Previous research indicates that discrimination can affect the natural rhythm of this process. Work by Adam and others suggests that young adults from racial/ethnic minority groups who perceive more discrimination have higher levels of cortisol in the evening and less decline in cortisol levels across the day than those with lower discrimination.

Having flatter or dysfunctional cortisol levels across the day is linked with higher fatigue, worse mental health, cardiovascular disease and mortality, as well as cognitive problems, such as impaired memory.

The latest study suggests for the first time that the impact of discrimination on cortisol adds up over time. Using data collected over a 20–year period, the researchers showed that the more discrimination people experience throughout adolescence and early adulthood, the more dysfunctional their cortisol rhythms are by age 32.

“We’ve been trying to solve the mystery behind why African-Americans have flatter diurnal cortisol rhythms than whites,” said Adam, a faculty fellow at Northwestern’s Institute for Policy Research.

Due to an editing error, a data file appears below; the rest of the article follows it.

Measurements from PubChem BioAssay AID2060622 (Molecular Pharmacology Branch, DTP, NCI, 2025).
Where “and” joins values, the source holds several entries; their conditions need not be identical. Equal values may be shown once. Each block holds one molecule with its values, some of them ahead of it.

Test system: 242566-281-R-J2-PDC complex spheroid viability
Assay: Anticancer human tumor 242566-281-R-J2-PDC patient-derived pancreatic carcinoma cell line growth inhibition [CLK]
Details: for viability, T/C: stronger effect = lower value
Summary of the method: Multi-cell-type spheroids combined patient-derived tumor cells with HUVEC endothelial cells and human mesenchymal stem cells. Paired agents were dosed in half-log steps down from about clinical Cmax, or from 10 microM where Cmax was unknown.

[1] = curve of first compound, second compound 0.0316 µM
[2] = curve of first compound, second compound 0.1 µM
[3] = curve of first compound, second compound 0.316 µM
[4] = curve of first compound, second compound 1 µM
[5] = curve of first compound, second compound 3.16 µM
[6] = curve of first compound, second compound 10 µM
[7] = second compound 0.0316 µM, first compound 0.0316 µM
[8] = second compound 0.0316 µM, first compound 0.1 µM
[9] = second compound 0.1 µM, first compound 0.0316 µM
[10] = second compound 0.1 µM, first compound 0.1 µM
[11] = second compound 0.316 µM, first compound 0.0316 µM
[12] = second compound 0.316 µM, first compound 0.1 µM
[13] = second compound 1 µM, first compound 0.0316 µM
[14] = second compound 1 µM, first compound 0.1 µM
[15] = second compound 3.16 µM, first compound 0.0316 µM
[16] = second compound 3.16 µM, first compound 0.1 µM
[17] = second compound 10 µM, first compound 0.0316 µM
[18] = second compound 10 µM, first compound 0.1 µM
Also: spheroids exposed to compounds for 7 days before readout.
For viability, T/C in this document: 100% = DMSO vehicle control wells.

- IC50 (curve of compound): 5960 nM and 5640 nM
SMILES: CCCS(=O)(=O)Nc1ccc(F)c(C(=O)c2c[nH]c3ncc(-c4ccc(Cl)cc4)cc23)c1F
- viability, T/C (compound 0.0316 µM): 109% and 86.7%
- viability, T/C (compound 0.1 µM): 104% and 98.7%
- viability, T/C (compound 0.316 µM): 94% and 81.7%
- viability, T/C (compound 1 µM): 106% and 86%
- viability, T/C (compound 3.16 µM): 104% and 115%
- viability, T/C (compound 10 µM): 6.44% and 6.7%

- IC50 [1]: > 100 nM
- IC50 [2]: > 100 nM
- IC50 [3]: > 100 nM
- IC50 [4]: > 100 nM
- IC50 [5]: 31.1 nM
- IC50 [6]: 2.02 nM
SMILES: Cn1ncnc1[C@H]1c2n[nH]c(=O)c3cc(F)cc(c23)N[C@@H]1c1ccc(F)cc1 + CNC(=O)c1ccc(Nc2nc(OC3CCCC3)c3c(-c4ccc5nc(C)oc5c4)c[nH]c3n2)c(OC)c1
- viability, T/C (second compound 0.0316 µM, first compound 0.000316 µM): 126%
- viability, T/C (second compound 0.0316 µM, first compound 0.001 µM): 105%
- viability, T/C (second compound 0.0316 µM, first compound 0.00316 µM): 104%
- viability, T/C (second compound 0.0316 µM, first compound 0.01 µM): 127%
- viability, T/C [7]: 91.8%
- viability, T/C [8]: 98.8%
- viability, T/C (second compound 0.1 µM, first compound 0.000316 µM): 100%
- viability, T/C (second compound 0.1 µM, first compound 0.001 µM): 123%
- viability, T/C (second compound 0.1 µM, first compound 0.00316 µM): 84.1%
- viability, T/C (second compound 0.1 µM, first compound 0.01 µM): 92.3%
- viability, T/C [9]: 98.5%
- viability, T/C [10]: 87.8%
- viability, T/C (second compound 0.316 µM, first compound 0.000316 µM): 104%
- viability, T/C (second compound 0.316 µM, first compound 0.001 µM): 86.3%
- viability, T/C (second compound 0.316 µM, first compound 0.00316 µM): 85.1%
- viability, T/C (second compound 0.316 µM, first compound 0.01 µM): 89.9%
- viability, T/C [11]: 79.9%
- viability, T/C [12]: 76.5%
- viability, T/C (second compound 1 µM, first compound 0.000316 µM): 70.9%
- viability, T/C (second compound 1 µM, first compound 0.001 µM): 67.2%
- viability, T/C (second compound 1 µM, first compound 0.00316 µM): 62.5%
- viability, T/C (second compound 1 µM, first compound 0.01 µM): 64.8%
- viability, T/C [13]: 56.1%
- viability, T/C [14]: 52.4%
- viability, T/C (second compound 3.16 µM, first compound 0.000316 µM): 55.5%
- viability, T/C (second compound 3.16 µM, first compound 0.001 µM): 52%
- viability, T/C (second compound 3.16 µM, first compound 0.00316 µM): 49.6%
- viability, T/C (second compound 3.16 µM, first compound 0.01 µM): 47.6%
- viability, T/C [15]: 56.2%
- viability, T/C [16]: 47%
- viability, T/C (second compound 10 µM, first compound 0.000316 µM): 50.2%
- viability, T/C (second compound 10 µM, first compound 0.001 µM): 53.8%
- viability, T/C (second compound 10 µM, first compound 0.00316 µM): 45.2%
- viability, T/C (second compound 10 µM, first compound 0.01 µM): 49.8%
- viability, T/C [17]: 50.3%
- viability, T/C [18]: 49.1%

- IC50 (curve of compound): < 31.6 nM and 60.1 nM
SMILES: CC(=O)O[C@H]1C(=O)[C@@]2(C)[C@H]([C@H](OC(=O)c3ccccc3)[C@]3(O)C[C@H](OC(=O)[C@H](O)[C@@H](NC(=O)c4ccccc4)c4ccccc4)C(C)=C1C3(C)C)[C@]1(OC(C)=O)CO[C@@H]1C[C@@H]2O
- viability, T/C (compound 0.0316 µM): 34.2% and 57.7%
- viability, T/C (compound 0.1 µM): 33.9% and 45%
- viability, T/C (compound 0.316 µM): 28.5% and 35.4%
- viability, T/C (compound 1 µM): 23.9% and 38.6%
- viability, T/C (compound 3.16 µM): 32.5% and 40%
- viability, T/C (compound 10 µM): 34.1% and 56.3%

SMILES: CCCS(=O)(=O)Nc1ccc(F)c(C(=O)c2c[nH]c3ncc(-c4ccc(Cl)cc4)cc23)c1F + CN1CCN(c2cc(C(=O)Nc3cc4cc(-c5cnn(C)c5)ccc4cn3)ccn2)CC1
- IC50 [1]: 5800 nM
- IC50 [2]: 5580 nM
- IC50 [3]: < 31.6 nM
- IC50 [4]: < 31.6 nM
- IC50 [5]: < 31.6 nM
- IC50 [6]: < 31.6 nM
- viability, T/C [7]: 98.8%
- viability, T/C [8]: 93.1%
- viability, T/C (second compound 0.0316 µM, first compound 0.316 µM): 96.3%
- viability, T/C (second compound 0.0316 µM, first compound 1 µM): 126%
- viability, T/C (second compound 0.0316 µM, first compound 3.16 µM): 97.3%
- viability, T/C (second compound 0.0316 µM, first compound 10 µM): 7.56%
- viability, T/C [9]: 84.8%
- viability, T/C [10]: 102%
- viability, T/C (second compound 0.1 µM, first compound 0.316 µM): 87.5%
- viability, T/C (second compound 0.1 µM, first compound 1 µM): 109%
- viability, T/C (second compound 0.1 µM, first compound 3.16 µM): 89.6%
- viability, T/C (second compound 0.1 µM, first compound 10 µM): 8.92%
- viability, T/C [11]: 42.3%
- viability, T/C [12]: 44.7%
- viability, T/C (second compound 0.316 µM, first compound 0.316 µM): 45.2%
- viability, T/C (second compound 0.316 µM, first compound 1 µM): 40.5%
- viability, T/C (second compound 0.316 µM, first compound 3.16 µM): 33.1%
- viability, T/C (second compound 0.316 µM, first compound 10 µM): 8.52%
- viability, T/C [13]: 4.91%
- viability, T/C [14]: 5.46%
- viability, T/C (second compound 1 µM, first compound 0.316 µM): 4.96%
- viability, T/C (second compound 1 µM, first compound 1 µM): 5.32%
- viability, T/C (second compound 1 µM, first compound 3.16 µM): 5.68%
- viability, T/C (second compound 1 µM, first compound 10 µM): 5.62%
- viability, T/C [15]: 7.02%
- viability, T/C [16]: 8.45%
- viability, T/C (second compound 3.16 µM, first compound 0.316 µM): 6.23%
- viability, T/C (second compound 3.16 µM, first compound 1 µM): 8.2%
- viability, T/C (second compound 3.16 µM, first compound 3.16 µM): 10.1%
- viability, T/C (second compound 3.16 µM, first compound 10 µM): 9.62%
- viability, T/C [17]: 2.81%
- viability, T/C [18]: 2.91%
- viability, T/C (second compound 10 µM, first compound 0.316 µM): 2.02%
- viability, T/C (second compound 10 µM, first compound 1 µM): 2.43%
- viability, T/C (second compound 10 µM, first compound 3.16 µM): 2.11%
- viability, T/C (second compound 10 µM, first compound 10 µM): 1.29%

“There’s a fair amount of research on how discrimination affects people in the moment. But we haven’t been sufficiently considering the wear and tear and accumulation of discrimination over lifetimes. Our study offers the first empirical demonstration that everyday discrimination affects biology in ways that have small but cumulative negative effects over time.”

Even after controlling for income, education, depression, times of waking and other health behaviors, they still couldn’t explain or remove the effects of discrimination, “making it unlikely that those other factors play a role,” Adam said.

The researchers measured discrimination from ages 12 to 32, prospectively. They also assessed adult cortisol levels over a seven-day period. Using modeling, they determined the age range during which discrimination most dramatically affected cortisol.

“Adolescence might be an important time period because there are a lot of changes in the brain and body,” Adam said.“When you experience perceived discrimination during this period of change, it’s more likely that those effects are built into the system and have a bigger impact.”